PorCORA - Porcine Cornea Reversibility Assay

Draize Rabbit Eye Replacement Assay for Ocular Corrosivity Screening

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The Missing Piece of the Puzzle

There are several alternative methods to characterize aspects of eye irritation and damage, but no established method can model recovery after injury as in a Draize test. PorCORA was specifically developed to fill this void by measuring corneal damage and recovery for extended periods in excised porcine corneas. When combined with other alternative assays, such as the HET-CAM or CAMVA for assessment of conjunctival injury and vascular damage and the BCOP for assessment of acute ocular irritation, PorCORA is the missing piece that allows evaluation of corneal healing.

What is PorCORA?

PorCORA is an ex vivo alternative assay for ocular corrision that evaluates similar mechanisms to those occurring in an in vivo Draize Rabbit Eye assay. In PorCORA, test substances are placed directly onto excised porcine corneal tissues kept in culture. The tissues are stained with fluorescent dye and damage to the corneal epithelia is visualized by the retention of fluorescent dye. The cultured corneal tissues can be repeatedly stained with fluorescent dye to assess changes in the area of damage over the course of 21 days and, the potential for recovery in ocular tissue is monitored using the percent of corneal area that retains fluorescent dye. Because corneal damage is generally the most persistent of ocular injuries, the time course measurements in the PorCORA are justifiable in modeling both reversible and non-reversible eye damage.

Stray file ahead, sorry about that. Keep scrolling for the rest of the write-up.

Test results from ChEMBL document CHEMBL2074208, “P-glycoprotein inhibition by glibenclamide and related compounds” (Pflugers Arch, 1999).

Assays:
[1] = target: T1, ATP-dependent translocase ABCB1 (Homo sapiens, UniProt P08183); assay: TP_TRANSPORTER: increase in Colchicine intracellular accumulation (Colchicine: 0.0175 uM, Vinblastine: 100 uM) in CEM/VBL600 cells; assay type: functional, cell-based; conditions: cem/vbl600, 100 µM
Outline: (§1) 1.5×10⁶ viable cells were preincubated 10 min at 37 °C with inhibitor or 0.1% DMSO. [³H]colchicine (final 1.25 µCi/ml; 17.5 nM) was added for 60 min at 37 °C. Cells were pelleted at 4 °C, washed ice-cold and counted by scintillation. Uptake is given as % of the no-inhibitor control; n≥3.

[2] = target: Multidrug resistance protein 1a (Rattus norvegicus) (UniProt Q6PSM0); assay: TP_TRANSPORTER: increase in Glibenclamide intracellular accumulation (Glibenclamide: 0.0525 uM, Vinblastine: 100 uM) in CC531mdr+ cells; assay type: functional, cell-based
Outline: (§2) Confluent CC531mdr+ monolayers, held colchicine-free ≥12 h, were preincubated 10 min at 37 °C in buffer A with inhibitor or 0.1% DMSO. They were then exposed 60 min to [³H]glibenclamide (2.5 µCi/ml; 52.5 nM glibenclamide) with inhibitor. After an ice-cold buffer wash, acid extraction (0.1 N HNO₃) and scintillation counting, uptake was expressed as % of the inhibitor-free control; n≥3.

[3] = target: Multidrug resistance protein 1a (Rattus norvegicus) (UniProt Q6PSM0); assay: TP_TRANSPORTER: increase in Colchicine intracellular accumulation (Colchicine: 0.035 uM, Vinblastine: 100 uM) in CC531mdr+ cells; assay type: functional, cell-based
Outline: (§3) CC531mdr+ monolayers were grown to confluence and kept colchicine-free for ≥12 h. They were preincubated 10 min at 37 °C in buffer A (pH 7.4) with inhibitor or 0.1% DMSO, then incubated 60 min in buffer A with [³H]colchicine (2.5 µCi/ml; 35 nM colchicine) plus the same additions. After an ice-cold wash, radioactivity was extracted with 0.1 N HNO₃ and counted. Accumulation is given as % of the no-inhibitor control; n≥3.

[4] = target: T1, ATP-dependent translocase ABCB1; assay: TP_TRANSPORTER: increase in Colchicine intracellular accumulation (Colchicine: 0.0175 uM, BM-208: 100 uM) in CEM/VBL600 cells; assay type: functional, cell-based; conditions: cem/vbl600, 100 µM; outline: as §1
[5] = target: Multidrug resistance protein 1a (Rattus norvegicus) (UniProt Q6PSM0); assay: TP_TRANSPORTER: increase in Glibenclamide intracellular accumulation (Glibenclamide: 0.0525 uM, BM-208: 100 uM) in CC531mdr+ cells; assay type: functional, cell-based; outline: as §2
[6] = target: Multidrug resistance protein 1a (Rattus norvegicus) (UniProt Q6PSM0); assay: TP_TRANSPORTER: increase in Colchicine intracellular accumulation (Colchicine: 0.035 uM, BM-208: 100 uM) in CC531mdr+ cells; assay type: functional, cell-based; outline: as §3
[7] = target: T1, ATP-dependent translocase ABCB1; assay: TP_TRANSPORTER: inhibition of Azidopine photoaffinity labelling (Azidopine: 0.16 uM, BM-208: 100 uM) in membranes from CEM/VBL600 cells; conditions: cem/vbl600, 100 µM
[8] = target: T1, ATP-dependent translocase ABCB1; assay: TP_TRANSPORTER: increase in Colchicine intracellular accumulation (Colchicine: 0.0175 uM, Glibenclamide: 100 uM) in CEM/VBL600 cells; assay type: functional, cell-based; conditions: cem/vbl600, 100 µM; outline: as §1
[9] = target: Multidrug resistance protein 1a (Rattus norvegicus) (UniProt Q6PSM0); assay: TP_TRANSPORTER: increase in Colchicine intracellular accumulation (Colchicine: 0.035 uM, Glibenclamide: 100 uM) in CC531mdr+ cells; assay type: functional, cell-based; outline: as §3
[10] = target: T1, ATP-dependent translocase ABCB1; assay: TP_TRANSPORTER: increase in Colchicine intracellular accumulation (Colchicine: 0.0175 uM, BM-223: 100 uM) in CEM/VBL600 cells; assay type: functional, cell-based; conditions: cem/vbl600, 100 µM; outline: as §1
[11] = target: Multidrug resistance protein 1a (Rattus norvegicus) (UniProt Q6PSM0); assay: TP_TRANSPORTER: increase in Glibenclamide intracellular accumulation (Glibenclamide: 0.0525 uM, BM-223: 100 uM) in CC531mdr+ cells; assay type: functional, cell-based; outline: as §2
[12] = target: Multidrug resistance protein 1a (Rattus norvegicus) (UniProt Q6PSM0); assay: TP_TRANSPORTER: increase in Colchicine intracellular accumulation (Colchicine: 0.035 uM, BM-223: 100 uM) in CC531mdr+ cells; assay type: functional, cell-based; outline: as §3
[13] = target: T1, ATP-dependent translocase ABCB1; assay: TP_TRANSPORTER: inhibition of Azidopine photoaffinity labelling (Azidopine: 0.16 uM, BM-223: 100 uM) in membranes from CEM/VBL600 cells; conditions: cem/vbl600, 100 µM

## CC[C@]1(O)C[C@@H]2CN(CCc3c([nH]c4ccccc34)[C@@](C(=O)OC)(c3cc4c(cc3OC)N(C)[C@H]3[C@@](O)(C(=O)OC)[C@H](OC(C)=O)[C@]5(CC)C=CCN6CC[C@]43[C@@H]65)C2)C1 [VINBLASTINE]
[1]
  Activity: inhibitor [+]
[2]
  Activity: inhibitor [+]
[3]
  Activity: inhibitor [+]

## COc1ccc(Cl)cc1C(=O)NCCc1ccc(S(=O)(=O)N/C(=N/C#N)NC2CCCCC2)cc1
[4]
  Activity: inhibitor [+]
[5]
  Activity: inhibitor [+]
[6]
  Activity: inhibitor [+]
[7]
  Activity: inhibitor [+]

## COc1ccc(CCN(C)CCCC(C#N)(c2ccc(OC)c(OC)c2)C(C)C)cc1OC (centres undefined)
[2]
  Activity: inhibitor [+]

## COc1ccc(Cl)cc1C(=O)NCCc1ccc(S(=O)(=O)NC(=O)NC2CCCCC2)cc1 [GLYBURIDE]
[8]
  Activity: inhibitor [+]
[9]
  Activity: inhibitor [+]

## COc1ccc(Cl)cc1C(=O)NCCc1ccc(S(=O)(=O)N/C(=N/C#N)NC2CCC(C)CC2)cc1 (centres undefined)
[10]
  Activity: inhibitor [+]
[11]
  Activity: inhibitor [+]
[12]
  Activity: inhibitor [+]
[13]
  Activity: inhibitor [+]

For over five years, MB Research Scientists have been developing assay methods in order to create a cost-effective protocol to offer you a viable alternative to the Draize Rabbit Eye Test.

PorCORA is similar to the BCOP, but by culturing the excised corneas for up to 3 weeks, the reversal of damage to the cornea can be measured over time and the "Days to Clear" can be determined.

PorCORA - Time to Recover.

fluorescent dye stain retention by corneal epithelium has proven to be an effective tool in the assessment of ocular damage after exposure to irritants. This method is non-destructive and allows for re-staining of the same tissue over the course of the study.

The area of damage is clearly defined and easily observed almost immediately after staining.

Initial ocular irritation and subsequent opacities are assessed and scored according to the PorCORA Fluorescent Dye Stain Retention Scoring System. Scoring of the area of damage is done by visually assessing the percentage of damage to the cornea shown by the retention of fluorescent dye and assigning a corresponding score.

PorCORA fluorescent dye Stain Retention Scoring System *

Ocular Irritation clearing after dosing.

0

No Stain Retention.

1

One quarter (or less) but greater than zero.

2

Greater than one quarter but less than one half.

3

Greater than one half, but less than three quarters.

4

Greater than three quarters but less than 100%.

*Based upon Draize, J.H., et al., J. Pharm. Exp. Ther., 82:377-390, 1944.

Overview

  • PorCORA is an alternative test for eye irritancy and reversibility that does not use live animals.
  • Re-epithelialization of the corneal surface can be measured by fluorescent dye stain retention.
  • fluorescent dye stain retention is representative of actual tissue damage determined by a live/dead staining kit and observation by confocal microscopy.
  • PorCORA may fill the gap that is left by current alternative eye irritation assays since it has the potential to determine recovery after initial eye irritation.
  • Development of PorCORA was partially funded by a grant by the Society of Toxicology, sponsored by a Colgate-Palmolive Grant for Alternative Research.